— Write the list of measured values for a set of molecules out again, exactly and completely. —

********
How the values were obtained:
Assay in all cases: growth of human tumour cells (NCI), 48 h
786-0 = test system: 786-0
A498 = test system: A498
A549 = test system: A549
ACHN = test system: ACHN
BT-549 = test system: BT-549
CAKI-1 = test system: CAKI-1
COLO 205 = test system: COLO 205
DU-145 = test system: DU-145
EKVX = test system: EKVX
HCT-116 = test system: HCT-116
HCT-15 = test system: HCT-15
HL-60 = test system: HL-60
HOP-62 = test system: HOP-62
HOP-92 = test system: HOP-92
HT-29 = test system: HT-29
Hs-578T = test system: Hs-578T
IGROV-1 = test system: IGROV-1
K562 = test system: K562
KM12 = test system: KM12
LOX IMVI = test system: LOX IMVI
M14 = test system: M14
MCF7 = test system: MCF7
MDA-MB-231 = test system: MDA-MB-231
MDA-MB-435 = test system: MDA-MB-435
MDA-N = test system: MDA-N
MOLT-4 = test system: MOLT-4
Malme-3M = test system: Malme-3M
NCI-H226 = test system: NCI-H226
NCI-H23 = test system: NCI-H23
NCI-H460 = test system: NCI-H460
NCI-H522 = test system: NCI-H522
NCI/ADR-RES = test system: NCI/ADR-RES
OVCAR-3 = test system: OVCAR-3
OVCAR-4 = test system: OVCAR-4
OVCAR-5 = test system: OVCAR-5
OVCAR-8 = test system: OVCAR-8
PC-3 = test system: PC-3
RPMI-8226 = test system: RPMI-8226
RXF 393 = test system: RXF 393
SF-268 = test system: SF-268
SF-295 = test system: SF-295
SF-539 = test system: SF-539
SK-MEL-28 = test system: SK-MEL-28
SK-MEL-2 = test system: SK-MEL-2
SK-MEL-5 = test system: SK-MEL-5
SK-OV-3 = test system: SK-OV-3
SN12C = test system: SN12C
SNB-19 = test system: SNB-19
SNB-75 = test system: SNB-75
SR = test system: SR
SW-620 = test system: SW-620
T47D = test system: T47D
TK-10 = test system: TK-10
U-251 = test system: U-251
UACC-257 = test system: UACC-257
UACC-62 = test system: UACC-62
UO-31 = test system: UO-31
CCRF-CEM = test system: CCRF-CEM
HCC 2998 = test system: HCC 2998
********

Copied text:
How the values were obtained:
Assay in all cases: growth of human tumour cells (NCI), 48 h
786-0 = test system: 786-0
A498 = test system: A498
A549 = test system: A549
ACHN = test system: ACHN
BT-549 = test system: BT-549
CAKI-1 = test system: CAKI-1
COLO 205 = test system: COLO 205
DU-145 = test system: DU-145
EKVX = test system: EKVX
HCT-116 = test system: HCT-116
HCT-15 = test system: HCT-15
HL-60 = test system: HL-60
HOP-62 = test system: HOP-62
HOP-92 = test system: HOP-92
HT-29 = test system: HT-29
Hs-578T = test system: Hs-578T
IGROV-1 = test system: IGROV-1
K562 = test system: K562
KM12 = test system: KM12
LOX IMVI = test system: LOX IMVI
M14 = test system: M14
MCF7 = test system: MCF7
MDA-MB-231 = test system: MDA-MB-231
MDA-MB-435 = test system: MDA-MB-435
MDA-N = test system: MDA-N
MOLT-4 = test system: MOLT-4
Malme-3M = test system: Malme-3M
NCI-H226 = test system: NCI-H226
NCI-H23 = test system: NCI-H23
NCI-H460 = test system: NCI-H460
NCI-H522 = test system: NCI-H522
NCI/ADR-RES = test system: NCI/ADR-RES
OVCAR-3 = test system: OVCAR-3
OVCAR-4 = test system: OVCAR-4
OVCAR-5 = test system: OVCAR-5
OVCAR-8 = test system: OVCAR-8
PC-3 = test system: PC-3
RPMI-8226 = test system: RPMI-8226
RXF 393 = test system: RXF 393
SF-268 = test system: SF-268
SF-295 = test system: SF-295
SF-539 = test system: SF-539
SK-MEL-28 = test system: SK-MEL-28
SK-MEL-2 = test system: SK-MEL-2
SK-MEL-5 = test system: SK-MEL-5
SK-OV-3 = test system: SK-OV-3
SN12C = test system: SN12C
SNB-19 = test system: SNB-19
SNB-75 = test system: SNB-75
SR = test system: SR
SW-620 = test system: SW-620
T47D = test system: T47D
TK-10 = test system: TK-10
U-251 = test system: U-251
UACC-257 = test system: UACC-257
UACC-62 = test system: UACC-62
UO-31 = test system: UO-31
CCRF-CEM = test system: CCRF-CEM
HCC 2998 = test system: HCC 2998